Samsung is asking people who own any Galaxy Note 7 phone, either the original or the replacement device sold after the original was recalled, to power down the device and stop using it, according to a statement from the company Monday evening.
The company said it is investigating recent reports that newly released versions offered as replacements for recalled fire-prone phones have also overheated or caught fire.
Samsung's crisis with its Galaxy Note 7 smartphone had already deepened on Monday as the company confirmed that it has made production changes, following the reports. Monday evening, it said it would ask all carrier and retail partners around the world to stop selling the device.
In the earlier statement and in a regulatory filing, Samsung Electronics said it was "temporarily" adjusting the Galaxy Note 7 production schedule and production volume to "ensure quality and safety matters." The company added that it will issue an update when more details are available.
Samsung has not confirmed or denying earlier media reports that it had halted production.
South Korea's Yonhap news agency was first to report that Note 7 production was suspended.
Before the reports of production suspension emerged, U.S. phone retailers AT&T and T-Mobile had already opted to stop giving new Note 7 replacement smartphones to consumers.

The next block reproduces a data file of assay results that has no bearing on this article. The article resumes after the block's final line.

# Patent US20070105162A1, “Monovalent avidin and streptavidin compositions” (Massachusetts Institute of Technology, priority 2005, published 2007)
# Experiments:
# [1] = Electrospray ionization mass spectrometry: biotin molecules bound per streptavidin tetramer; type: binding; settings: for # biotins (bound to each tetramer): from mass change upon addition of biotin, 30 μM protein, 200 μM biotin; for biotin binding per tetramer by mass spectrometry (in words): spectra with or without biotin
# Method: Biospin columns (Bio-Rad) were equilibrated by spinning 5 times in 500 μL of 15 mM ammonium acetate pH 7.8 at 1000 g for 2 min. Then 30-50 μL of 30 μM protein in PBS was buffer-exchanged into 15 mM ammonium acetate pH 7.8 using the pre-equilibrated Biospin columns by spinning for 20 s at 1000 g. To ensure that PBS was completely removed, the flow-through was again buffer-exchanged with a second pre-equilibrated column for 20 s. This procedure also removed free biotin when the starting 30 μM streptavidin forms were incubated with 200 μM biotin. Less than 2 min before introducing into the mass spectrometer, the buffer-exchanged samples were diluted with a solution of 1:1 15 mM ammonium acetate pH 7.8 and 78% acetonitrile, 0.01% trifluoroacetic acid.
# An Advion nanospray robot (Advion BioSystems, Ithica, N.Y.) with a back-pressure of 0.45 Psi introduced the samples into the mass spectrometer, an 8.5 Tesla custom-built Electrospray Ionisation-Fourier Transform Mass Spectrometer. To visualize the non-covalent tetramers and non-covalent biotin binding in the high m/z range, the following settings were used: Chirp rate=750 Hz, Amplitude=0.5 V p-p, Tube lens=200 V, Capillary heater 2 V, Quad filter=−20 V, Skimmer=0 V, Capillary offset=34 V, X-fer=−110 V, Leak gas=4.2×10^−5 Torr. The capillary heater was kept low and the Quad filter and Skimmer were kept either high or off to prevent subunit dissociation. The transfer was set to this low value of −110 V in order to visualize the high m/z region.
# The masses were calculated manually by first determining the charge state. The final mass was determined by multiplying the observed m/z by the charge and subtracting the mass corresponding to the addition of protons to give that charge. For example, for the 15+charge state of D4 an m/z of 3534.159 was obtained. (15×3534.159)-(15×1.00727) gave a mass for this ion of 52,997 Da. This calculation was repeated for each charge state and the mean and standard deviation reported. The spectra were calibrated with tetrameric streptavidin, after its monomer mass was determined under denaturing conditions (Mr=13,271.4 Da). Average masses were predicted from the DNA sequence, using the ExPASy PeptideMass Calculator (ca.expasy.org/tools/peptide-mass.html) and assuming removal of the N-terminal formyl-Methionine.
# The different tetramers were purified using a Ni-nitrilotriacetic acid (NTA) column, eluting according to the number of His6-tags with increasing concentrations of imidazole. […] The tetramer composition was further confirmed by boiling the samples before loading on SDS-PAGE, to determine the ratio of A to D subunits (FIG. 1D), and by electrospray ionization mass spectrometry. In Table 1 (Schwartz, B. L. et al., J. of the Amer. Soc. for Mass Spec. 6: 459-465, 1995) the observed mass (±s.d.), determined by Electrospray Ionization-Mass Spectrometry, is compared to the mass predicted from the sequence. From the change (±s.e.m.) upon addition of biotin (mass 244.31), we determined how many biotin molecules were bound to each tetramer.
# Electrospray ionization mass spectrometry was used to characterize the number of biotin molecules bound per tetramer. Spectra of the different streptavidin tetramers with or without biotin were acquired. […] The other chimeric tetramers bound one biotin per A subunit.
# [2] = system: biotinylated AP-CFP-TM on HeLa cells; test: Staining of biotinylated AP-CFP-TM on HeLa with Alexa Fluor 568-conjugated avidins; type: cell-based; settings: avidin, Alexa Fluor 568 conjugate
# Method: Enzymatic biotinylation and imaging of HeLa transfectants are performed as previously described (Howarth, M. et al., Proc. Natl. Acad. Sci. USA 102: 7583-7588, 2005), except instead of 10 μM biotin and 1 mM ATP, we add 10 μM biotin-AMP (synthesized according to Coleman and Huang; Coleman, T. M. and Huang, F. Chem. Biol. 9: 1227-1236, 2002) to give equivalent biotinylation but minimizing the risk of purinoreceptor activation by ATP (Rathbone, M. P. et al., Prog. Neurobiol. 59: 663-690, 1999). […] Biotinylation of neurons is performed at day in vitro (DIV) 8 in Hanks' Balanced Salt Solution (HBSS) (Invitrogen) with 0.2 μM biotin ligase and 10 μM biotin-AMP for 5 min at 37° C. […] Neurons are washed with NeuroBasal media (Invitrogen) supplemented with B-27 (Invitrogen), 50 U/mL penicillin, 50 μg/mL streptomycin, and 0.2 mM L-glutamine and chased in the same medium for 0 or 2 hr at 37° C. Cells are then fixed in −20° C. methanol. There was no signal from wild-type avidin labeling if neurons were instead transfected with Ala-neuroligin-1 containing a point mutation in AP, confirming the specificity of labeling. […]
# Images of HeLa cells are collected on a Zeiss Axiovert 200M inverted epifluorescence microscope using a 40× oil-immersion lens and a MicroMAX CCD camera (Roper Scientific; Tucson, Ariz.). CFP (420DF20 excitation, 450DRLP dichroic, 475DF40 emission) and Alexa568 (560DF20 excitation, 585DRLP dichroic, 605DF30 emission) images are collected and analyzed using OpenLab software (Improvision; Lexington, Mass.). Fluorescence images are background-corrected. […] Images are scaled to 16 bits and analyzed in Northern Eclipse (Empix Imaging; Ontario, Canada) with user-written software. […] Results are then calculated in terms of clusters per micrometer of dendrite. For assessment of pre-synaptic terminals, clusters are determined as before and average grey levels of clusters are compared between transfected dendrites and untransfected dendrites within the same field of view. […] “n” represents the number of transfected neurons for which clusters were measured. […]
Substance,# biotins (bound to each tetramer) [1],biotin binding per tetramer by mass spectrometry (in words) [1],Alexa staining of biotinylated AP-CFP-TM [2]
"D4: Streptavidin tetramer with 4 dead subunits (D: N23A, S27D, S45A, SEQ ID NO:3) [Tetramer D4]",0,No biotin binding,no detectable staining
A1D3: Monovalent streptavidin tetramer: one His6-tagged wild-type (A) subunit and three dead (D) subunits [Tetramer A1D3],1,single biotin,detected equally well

Samsung and U.S. authorities are investigating reports of the new Note 7 replacement smartphone catching fire, including a Samsung phone that emitted smoke and forced a Southwest Airlines flight in Kentucky to evacuate passengers. The Consumer Product Safety Commission is investigating the incident.
The production change suggests fresh trouble for Samsung as it awaits U.S. authorities' investigation into the replacement phones. It had promised that its new Note 7 devices with a green battery icon were safe.
The reports of replacement phones catching fire raise doubts over whether the battery is the only problem in the fire-prone smartphone as Samsung initially said. When it issued a global recall on Sept. 2, Samsung blamed the batteries supplied by one of its two battery suppliers and assured consumers that other parts of the smartphones were fine.
For the latest consumer guidance on the Galaxy Note 7, click here.